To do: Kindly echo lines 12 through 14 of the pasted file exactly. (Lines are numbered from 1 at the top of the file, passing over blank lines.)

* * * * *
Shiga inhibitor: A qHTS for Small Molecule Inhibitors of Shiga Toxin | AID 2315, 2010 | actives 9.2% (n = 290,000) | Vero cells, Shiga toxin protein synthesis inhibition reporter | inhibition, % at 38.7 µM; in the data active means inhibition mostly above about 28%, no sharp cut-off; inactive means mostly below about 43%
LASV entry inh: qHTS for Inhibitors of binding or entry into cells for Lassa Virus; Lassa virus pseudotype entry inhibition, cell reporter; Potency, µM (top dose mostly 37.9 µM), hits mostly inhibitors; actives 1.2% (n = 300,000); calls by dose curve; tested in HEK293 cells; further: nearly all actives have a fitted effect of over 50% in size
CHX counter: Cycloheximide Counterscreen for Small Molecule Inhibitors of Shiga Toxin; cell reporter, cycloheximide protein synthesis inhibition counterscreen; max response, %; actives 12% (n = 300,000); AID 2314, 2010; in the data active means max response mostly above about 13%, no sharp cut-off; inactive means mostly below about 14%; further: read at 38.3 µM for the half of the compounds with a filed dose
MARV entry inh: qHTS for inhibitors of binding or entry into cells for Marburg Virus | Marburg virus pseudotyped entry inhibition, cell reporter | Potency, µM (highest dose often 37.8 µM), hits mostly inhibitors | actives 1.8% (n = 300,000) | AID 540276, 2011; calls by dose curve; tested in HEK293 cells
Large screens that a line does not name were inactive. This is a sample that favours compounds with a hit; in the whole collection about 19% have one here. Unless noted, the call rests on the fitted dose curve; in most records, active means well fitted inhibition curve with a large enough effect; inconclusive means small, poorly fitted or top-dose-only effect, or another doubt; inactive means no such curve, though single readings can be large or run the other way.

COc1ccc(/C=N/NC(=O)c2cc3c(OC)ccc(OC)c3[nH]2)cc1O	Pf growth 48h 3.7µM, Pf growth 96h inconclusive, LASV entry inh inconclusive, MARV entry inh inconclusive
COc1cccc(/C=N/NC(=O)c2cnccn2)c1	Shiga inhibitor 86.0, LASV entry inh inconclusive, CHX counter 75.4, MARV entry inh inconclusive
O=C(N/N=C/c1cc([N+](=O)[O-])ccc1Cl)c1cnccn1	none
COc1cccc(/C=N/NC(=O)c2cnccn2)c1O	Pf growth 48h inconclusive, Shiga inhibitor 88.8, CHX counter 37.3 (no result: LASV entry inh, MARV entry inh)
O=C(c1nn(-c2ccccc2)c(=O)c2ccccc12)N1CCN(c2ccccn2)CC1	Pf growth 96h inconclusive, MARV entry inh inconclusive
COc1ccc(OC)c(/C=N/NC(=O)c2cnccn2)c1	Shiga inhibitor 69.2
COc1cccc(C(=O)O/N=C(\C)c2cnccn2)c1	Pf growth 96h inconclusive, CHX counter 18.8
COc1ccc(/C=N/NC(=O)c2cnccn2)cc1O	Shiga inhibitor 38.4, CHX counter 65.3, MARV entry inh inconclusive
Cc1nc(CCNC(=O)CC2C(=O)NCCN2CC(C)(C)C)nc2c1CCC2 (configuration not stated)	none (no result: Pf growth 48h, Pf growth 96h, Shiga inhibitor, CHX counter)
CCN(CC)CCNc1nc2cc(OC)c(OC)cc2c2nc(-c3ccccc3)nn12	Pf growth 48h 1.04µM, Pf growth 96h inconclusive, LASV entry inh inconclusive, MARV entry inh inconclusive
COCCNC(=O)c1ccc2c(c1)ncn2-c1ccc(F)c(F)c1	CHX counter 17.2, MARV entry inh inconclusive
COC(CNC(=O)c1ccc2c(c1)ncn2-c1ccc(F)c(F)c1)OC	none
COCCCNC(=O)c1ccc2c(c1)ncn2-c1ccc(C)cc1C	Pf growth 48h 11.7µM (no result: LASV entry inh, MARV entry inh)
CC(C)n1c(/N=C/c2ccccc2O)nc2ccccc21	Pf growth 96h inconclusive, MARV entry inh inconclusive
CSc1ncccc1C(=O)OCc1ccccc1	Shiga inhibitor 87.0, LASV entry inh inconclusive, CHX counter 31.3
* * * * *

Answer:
COc1cccc(C(=O)O/N=C(\C)c2cnccn2)c1	Pf growth 96h inconclusive, CHX counter 18.8
COc1ccc(/C=N/NC(=O)c2cnccn2)cc1O	Shiga inhibitor 38.4, CHX counter 65.3, MARV entry inh inconclusive
Cc1nc(CCNC(=O)CC2C(=O)NCCN2CC(C)(C)C)nc2c1CCC2 (configuration not stated)	none (no result: Pf growth 48h, Pf growth 96h, Shiga inhibitor, CHX counter)